Nashville does not have enough shelter beds for everyone on the streets. We were acutely reminded of this on Friday, January 7th, when our city experienced extreme cold weather and snow for the first time this season. All shelters in Nashville were over capacity, which resulted in multiple cases where people seeking shelter were turned away from Metro’s Overflow Shelter. Thankfully, providers were able to advocate for some of these individuals. The Nashville Rescue Mission had over 800 guests and Metro’s Overflow Cold Weather Shelter had over 260 guests. RITI was also at capacity this evening. This large influx of people seeking shelter demonstrated our city’s inability to provide enough shelter beds to all those accessing shelter on a single evening, let alone continuously. Until we have an excess of affordable, dignified, and accessible housing in Nashville or adequate low-barrier shelter options, encampments will continue to exist.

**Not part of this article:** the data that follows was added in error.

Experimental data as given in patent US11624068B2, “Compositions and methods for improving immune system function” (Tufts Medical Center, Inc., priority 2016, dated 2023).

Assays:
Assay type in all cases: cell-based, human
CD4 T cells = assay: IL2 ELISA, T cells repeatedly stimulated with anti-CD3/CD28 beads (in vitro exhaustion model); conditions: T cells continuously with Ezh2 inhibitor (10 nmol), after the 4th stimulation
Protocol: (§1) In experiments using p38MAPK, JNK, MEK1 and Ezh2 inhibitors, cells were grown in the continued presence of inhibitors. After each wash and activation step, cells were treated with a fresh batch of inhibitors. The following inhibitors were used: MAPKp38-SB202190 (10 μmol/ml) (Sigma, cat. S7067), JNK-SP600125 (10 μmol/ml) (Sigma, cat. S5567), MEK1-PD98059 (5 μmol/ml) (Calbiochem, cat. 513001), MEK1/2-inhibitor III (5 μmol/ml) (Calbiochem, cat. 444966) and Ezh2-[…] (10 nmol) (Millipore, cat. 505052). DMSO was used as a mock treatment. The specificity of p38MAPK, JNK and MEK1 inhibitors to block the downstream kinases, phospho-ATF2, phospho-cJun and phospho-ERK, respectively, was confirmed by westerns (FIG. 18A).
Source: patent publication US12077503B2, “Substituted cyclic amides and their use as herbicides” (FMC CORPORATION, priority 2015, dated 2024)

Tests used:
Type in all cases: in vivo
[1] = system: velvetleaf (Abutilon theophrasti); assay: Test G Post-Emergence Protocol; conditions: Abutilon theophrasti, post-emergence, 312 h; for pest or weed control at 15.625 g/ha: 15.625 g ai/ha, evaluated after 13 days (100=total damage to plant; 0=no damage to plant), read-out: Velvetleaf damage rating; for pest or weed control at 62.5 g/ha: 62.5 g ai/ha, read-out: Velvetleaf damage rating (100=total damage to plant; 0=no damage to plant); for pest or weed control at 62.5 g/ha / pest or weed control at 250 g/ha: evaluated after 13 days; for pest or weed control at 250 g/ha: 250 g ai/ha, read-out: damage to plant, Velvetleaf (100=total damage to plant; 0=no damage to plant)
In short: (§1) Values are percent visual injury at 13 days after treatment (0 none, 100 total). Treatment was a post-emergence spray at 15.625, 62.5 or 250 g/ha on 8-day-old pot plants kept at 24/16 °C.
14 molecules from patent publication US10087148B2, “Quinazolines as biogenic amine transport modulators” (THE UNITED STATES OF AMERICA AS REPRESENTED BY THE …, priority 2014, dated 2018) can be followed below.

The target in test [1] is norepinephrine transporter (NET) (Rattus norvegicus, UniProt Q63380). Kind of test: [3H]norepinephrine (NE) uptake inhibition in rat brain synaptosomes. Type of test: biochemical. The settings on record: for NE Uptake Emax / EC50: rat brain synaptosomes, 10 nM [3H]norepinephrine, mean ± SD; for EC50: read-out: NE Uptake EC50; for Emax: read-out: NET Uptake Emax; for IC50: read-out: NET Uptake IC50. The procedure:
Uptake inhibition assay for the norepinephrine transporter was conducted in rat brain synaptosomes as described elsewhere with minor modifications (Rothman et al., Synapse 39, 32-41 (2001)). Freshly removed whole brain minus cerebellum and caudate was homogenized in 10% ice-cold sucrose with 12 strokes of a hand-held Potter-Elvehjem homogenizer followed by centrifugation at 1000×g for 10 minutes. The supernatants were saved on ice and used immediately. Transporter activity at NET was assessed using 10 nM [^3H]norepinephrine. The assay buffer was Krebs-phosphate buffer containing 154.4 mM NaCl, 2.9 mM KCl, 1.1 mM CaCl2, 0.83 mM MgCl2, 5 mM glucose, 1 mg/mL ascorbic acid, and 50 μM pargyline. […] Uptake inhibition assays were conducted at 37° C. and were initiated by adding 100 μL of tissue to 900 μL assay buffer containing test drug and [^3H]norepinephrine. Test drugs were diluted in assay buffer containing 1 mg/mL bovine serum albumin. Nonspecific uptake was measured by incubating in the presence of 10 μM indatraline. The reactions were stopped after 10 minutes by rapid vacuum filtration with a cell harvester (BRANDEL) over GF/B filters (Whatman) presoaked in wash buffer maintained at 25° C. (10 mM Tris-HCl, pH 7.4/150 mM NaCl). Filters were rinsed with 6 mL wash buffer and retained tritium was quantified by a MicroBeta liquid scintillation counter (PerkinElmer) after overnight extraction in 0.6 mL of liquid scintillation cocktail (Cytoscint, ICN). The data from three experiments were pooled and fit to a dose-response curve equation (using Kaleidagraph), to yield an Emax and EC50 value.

The shelter beds we do have are not accessible to everyone. There are many reasons why people experiencing homelessness in Nashville cannot access the shelter options that are currently available. Briefly, couples that do not want to split up cannot seek shelter together in Nashville. Some individuals with pets, high medical needs, those struggling with substance use, those living with their adult opposite-gender children, as well as those on the sex offender registry all have extremely limited or no shelter options available to them. We also affirm the trauma that many people have experienced in congregate shelter environments. As a result, camping outdoors is truly the only option for many people.